SEATTLE - There are many unknowns in the new opperations of sports and one of those factors is the future of their fans.
But one of the leading sports architects in the country, Don Barnum of DLR Group weighs in on that.
Barnum leads the firm's global sports studio and has worked on sports and entertainment venues for over 30 years.
He explains that pre-COVID-19 concerns, the key aspect of these types of venues, such as CenturyLink Field, Husky Stadium and T-Mobile Park in Seattle, has been getting as many people in the venue with the best possible vantage point for viewing.
Now that focus has changed.
"Every venue is really interested in how they can bring people back in the venues in a safe way and create the confidence when those fans arrive, that they are going into a safe place," said Barnum.
He said all of his stadium clients have reached out in the last couple of months to see what their best options are moving forward.
It breaks down into three basic categories: gates, transactional experiences, and of course, seating and viewing area.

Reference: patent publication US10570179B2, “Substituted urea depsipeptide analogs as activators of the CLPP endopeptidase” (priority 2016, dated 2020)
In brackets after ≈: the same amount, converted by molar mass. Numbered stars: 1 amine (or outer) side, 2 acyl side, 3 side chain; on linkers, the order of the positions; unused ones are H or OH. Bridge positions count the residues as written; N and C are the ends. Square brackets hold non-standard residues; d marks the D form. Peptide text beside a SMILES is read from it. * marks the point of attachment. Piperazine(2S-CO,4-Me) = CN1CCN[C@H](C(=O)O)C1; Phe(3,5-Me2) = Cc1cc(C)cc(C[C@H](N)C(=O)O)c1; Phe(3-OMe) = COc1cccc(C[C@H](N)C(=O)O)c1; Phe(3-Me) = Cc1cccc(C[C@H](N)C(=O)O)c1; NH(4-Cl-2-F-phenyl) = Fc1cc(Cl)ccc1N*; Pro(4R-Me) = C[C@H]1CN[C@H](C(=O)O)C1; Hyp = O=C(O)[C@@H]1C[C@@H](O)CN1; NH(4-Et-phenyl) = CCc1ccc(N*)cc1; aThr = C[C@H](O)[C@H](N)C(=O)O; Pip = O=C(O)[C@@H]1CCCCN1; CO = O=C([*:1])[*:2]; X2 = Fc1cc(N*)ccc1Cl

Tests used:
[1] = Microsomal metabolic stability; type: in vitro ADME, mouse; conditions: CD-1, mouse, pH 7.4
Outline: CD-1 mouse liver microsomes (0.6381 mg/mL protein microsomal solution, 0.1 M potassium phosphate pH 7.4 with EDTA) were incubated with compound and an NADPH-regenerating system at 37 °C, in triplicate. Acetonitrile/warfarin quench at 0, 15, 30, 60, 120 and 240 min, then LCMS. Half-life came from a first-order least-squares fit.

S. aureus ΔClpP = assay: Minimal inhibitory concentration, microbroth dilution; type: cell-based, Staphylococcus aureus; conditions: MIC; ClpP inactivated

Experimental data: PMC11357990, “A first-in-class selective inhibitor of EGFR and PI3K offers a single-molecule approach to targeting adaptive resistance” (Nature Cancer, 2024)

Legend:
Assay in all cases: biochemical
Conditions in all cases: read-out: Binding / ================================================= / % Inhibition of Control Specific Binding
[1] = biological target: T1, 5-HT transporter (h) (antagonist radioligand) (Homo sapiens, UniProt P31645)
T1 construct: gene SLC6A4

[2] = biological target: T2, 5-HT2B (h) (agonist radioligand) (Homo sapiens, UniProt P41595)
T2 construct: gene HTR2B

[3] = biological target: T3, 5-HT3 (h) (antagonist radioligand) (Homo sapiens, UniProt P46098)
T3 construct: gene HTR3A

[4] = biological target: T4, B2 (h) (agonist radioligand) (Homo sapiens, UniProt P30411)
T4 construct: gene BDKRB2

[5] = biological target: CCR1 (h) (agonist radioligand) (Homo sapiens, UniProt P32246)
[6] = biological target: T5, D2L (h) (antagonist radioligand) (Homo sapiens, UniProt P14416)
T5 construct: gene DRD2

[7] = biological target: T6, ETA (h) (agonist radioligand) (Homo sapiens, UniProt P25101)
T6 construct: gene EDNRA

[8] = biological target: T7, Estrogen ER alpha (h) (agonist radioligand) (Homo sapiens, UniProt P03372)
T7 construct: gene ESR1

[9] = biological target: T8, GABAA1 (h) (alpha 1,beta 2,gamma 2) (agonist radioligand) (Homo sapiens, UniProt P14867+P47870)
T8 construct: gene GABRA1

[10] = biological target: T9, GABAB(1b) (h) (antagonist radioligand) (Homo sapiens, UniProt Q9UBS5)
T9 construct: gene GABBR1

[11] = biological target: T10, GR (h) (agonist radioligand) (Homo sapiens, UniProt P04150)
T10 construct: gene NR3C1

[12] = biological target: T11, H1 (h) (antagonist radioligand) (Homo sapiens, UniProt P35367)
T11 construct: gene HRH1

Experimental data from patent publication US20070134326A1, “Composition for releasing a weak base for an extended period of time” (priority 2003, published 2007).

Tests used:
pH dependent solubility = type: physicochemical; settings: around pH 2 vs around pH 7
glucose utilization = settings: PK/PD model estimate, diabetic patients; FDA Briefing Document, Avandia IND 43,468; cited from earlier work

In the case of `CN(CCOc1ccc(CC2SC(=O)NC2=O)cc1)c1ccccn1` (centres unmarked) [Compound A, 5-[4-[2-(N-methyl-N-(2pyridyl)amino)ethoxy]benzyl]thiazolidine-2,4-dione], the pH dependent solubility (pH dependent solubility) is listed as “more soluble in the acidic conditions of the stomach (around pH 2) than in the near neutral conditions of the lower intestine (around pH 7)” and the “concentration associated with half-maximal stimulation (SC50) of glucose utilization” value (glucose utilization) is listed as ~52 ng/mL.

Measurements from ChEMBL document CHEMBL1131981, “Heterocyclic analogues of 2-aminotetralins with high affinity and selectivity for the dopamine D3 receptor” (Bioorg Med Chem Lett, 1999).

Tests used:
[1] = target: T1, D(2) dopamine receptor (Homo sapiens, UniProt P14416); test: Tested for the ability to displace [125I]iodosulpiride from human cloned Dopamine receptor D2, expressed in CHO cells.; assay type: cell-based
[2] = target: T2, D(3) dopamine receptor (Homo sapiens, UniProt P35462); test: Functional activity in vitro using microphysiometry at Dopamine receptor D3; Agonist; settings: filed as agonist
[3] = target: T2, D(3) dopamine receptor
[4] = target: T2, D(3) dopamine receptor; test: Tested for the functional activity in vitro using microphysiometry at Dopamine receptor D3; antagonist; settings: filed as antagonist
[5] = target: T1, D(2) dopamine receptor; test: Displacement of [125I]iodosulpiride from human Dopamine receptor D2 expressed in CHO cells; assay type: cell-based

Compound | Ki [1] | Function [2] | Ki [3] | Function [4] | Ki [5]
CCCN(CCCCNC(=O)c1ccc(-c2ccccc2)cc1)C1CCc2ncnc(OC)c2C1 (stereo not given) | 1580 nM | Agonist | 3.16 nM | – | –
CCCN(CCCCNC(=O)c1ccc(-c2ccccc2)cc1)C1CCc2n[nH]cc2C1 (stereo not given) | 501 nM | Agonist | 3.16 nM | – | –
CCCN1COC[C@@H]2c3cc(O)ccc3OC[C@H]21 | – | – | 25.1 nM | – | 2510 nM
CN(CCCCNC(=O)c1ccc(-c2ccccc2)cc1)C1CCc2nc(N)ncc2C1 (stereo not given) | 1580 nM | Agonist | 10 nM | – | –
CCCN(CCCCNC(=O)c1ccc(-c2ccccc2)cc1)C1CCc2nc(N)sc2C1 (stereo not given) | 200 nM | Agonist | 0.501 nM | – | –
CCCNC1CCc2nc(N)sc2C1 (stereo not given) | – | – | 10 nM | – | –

"All of the venues that we're working with are taking a strict interpretation of the six-foot separation and we're getting 15-18% potential capacity," Barnum explains.
"That will naturally allow for some distancing inside the stadium, but there still needs to be a lot of controls as to where people go, how they get there and how they sit."
Barnum told Q13 gates are the most packed experience and as long as the six-foot distance guidelines are in place, it will take 10-times as much space as it normally would to safely social-distance when entering stadiums.
He anticipates seating arangements to dictate where you'll be allowed to enter the facility. From there, expect food services, ticketing and even restroom interactions to be touchless.
As for seats and viewing area, stadiums like T-Mobile Park, who have additional outdoor space like 'The Pen' can use that to successfully social distance while ticketed seats will be decided based on stadium capacity allowed.
"There have been studies that have looked at one person sitting in a chair and then the next person three chairs away and the next person three rows behind. That's never going to work. Nobody wants to experience an event like that," noted Barnum.
"So we've been looking at smaller groups of people, two, four, six, eight, that can be purchased and then keeping all of those groups away from one another at a certain distance," said Barnum.
Good news for fans who enjoy suites and VIP lounge settings. Many of those setups are already great social distance options, thanks to private boxes that keep certain groups together.
Obviously nothing at this point is certain or out of the question. Barnum tells me it will be up to each venue to decide what is the best option for them in terms of weighing the financial costs of these changes.
As for our local stadiums, nothing official has been announced.